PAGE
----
I was reading the weekly Mayor's Message from Bluffton Mayor Lisa Sulka who shared some rather interesting information.
Last weekend the RBC Heritage was in town and PGA player Justin Thomas made national news when he said that Hilton Head Island was "an absolute zoo," referring to the many people, whom he saw, were gathered in crowds at the beach and at restaurants, without following safety precautions.
Sulka strongly encouraged residents, though they are "pandemic fatigued," to "please stay safe and be mindful of yours, your family’s and your neighbors’ health and safety."
She pointed to the facts that new cases of the virus are five times when South Carolina averaged at the start of the pandemic.
"Below are the reported new cases statewide during the last three days:
Sunday, June 21: 907 new cases
Monday, June 22: 1002 new cases
Tuesday, June 23: 890 new cases "
As a means to encourage restaurant employees and customers safe, she referred to Governor McMaster's "Palmetto Priority" initiative. She wrote:
"...it encourages restaurants to follow federal and state health regulations regarding COVID-19. These guidelines include staff members wearing masks and sanitizing tables and menus after each customer visit.
Restaurants whose employees complete the Palmetto Priority training and follow the guidelines will be given a decal to display in their restaurant’s window. Some of those guidelines include completing a DHEC virtual food safety check, restaurant managers completing a ServSafe Reopening Guidance: COVID-19 Precautions course and restaurant employees adhering to the minimum standards as outlined by the SC Restaurant and Lodging Association Reopening Precautions. Customers can also report restaurants which are not in compliance to the Palmetto Priority project. For more information about this initiative: www.palmettopriority.com."
But what really opened my eyes (and the eyes of many Lowcountry parents) was this:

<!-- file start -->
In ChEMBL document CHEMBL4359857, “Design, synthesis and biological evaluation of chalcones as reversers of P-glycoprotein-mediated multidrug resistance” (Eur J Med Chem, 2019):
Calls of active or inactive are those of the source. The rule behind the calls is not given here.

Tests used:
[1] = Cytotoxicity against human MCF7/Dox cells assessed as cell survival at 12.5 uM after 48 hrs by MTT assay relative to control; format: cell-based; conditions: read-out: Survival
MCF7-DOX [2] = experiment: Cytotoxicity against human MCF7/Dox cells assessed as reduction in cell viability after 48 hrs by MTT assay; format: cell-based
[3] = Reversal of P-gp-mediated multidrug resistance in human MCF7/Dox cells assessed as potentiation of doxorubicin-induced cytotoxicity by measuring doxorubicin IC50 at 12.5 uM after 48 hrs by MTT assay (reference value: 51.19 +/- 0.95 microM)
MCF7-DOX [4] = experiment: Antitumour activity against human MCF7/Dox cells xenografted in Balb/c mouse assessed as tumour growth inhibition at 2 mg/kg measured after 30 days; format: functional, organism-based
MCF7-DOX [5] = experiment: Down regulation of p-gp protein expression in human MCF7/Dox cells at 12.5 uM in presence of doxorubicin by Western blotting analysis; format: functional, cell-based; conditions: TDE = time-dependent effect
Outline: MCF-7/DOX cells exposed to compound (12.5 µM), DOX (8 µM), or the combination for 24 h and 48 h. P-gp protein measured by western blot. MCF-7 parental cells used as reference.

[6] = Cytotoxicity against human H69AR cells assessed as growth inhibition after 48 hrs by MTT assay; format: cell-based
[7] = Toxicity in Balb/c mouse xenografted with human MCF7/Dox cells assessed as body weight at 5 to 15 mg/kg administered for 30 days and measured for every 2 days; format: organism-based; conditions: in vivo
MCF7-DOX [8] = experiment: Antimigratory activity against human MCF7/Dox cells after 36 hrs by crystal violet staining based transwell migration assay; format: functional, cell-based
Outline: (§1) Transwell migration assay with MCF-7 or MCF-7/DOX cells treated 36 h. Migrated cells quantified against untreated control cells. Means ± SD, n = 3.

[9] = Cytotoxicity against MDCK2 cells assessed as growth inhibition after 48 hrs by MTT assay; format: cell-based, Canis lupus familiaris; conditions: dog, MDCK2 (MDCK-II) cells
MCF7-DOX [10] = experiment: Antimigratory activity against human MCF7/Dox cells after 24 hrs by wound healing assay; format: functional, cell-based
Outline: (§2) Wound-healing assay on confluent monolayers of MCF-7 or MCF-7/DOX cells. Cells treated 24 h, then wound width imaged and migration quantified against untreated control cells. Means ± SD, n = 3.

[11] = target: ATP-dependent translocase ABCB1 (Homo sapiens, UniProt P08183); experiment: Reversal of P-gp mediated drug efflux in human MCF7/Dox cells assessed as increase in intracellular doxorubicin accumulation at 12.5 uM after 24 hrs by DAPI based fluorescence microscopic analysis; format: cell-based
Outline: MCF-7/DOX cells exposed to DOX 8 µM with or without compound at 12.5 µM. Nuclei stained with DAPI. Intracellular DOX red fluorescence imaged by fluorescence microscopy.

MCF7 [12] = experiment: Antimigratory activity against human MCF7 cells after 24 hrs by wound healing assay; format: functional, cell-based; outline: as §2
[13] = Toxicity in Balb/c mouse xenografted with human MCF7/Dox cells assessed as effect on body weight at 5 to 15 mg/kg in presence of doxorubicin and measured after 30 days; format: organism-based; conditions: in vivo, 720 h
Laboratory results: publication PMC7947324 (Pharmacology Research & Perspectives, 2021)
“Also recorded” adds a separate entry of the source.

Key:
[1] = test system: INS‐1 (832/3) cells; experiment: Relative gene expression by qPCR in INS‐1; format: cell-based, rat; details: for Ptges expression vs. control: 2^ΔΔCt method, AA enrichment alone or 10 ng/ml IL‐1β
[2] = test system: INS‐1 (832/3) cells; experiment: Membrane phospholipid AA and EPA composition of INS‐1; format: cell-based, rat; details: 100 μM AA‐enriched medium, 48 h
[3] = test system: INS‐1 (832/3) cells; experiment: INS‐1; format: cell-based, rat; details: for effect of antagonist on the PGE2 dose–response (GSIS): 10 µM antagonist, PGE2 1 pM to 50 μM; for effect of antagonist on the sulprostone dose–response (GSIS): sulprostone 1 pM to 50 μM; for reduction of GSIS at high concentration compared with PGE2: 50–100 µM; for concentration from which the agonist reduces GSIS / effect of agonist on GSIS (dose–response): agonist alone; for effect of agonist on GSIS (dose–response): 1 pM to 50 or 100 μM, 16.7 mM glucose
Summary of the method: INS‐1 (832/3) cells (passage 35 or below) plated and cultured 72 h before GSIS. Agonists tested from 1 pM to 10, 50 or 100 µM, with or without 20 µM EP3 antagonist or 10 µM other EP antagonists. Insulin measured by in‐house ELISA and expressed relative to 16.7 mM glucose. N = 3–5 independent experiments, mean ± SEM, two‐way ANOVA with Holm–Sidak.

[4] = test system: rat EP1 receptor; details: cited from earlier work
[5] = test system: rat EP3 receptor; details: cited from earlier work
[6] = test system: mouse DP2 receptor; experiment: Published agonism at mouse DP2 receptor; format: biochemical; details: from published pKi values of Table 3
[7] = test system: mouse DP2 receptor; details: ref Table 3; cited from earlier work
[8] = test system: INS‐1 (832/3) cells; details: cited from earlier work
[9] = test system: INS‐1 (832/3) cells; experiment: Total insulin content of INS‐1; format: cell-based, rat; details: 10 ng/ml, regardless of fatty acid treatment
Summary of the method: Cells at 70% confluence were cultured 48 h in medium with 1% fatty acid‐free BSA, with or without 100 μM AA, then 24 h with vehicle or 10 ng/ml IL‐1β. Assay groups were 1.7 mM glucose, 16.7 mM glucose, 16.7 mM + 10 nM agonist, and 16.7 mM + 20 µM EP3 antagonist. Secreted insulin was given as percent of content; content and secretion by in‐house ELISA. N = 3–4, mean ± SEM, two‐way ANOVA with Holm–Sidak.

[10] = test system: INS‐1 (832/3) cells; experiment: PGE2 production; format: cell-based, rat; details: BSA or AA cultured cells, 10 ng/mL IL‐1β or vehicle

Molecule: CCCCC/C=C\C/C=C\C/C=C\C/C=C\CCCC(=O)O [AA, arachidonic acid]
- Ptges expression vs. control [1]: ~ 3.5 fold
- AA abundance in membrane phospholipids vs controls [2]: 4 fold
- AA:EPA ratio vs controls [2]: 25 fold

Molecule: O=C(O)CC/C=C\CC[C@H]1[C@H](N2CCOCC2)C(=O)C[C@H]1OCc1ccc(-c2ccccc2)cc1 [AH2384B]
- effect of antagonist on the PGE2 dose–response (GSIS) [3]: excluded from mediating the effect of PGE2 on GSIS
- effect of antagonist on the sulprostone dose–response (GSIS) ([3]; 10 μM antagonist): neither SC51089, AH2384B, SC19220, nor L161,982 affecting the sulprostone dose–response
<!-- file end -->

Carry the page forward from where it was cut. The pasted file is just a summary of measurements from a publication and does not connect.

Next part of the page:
South Carolina Superintendent of Education Molly Spearman said Monday if coronavirus cases continue to rise as they have been for the last few weeks, K-12 students will not likely return to in-person education in the fall.
“If it continues on the same path, we’re on right now it’s going to be extremely difficult for us to be able to go back face-to-face,” Spearman said.
Spearman said teaching and learning is obviously more effective in a classroom with person to person instruction, however, student health concerns are paramount to the decision regarding when schools are safe to reopen.
And do you remember back when the pandemic began? Shortly after the COVID cases in the northeast began to skyrocket, McMaster said that any residents of New York, New Jersey and Connecticut who want to visit South Carolina would first have to quarantine for 14 days. How times have changed.
Today, the governors of New York, New Jersey and Connecticut have also issued a 14-day mandatory quarantine for anyone from South Carolina, and other states with a high-infection rate, if they come to those states.
"Bottom line: we all have to do our part to help cases decrease statewide. I thank you for all your efforts during this pandemic. The sacrifices and precautions you take today, will help our community and state be on a better path tomorrow. "
Thank you Mayor Sulka. You are absolutely right. The images we see of crowded beaches and busy restaurants where there is no social distancing and no precautions like masks make us all more vulnerable. If we're going to try and beat this thing, we all have to work together, and that just isn't happening...yet.